It might be time for Americans to start eating more fiber. The U.S. is experiencing a shortage of laxative products, according to a report this week from the Wall Street Journal. One alleged reason for the short supply is extra demand from younger people—an interest apparently fueled by TikTok influencers touting the supposed benefits of laxatives for good gut health.
The shortage concerns polyethylene glycol 3350, the active ingredient in many laxative brands, such as MiraLAX. According to a report from the analytics company Pattern, cited by the Wall Street Journal, product searches for laxatives have more than tripled over the past year on Amazon, while fiber product companies have reported an significant increase in sales as of late. The outlet also interviewed both gastroenterologists and suppliers about the drug’s declining availability, who offered several long- and short-term explanations for the increased demand.
The average American is getting older, for instance, and older people are more likely to regularly suffer from gastrointestinal conditions like constipation. The pandemic also changed many people’s dietary habits for the worse, leading to an increase in eating unhealthy snacks and other foods more likely to cause constipation. And at least part of the demand might stem from TikTok fans tuning into #GutTok, filled with people offering folk remedies for any number of gastrointestinal health issues.
GutTok has been a trending topic on the social media platform for quite some time, with influencers claiming to know the best way to reduce bloating, improve mood, and even clear acne by improving your gut health. While some of the provided suggestions for a better gut are likely to be harmless at worst, such as drinking more water, other ideas can be actively harmful, and that can include an overreliance on laxatives.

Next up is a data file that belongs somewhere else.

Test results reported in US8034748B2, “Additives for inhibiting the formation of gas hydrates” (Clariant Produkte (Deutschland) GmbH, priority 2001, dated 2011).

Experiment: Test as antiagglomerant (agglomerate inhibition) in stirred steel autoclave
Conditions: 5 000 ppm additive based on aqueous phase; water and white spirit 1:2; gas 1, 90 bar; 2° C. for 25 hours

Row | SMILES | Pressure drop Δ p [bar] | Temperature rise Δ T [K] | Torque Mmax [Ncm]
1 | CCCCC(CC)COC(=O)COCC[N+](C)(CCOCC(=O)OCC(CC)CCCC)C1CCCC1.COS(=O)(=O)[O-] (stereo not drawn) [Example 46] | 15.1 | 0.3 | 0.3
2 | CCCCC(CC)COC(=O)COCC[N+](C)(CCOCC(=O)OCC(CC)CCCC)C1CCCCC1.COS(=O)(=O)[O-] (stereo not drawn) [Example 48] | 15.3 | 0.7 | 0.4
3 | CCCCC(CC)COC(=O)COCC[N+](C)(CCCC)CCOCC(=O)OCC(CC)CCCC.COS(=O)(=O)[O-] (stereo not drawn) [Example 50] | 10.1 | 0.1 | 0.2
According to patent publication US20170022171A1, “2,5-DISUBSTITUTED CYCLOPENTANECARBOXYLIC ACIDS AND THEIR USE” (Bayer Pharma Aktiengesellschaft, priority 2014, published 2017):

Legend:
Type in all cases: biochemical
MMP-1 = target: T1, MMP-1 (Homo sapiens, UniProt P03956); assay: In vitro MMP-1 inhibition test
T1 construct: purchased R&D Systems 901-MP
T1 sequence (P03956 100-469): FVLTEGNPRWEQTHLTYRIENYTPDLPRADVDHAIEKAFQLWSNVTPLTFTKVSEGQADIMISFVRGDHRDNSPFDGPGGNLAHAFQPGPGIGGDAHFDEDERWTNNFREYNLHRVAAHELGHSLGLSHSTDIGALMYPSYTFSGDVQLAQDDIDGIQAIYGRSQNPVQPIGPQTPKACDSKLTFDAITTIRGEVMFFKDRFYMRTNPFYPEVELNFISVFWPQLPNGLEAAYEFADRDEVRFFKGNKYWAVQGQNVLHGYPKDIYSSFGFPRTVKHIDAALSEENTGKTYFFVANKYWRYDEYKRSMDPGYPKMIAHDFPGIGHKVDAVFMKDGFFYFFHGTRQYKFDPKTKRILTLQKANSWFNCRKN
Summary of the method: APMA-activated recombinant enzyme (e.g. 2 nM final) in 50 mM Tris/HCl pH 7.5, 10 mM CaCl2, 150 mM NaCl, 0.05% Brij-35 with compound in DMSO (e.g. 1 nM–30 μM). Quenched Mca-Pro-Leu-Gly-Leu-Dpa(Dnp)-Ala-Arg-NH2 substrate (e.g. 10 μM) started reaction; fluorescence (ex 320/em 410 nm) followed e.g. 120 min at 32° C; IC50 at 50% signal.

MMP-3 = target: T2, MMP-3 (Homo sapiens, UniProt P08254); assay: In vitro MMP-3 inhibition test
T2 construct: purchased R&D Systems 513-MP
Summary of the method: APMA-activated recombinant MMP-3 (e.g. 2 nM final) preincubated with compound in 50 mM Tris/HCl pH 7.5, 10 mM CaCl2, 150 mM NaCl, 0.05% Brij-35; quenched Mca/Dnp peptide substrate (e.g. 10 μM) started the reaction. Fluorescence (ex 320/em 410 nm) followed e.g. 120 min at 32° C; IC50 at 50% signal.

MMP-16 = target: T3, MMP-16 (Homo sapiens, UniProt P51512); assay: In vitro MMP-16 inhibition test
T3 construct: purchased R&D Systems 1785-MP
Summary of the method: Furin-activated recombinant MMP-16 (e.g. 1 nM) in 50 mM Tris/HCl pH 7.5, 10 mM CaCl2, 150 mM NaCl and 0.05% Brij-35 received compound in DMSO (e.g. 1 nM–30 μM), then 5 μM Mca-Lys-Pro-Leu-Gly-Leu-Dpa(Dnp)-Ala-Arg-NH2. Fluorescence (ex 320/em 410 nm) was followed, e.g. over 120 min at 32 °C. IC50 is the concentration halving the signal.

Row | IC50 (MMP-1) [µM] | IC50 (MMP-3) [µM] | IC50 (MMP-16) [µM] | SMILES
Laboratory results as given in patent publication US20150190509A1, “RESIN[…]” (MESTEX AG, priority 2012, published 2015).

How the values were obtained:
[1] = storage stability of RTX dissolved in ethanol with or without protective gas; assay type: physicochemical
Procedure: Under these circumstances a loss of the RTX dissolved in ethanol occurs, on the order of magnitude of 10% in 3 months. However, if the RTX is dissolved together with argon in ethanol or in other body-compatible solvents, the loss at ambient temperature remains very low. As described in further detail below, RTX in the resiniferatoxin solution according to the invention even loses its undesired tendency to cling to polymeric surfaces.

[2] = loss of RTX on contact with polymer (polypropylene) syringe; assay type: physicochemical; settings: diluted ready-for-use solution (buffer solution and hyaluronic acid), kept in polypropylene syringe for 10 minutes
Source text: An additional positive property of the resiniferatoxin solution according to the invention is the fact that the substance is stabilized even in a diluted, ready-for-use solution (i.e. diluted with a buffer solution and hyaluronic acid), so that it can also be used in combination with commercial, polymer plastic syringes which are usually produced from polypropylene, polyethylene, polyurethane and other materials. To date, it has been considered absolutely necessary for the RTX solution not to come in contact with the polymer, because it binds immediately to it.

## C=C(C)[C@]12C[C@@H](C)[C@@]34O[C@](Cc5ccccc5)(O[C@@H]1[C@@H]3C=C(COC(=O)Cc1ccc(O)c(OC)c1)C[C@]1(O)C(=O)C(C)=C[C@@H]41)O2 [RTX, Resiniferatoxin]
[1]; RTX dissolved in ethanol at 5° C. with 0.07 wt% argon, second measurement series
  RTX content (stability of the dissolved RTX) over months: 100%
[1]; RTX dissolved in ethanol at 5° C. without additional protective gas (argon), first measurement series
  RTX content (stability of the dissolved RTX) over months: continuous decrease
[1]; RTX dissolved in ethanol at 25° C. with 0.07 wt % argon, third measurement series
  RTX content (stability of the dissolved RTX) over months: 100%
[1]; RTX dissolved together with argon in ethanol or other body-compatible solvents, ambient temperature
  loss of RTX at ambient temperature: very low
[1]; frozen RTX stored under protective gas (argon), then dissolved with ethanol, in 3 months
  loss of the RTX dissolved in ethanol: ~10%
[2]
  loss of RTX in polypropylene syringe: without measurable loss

Chronic laxative use can worsen a person’s constipation further, to the point where they need higher and higher doses to pass their stool. They can also cause long-term damage to the intestines and raise the risk of rectal prolapse, a condition where the rectum slips out of the anus. And acute side effects like dehydration or stomach cramps aren’t exactly a picnic.
Though the occasional laxative is fine, people’s gut health would be better served by sustained positive changes in their lifestyle and diet, such as eating more fruits and vegetables as well as getting plenty of exercise. Whether these changes are possible on a widescale level in the U.S. anytime soon is another question.
“It’s crazy to think that our collective bowel dysfunction problems have gotten so bad that we’re literally running out of stool softeners,” George Pavlou, President of the Gastroenterology Associates of New Jersey, told the WSJ.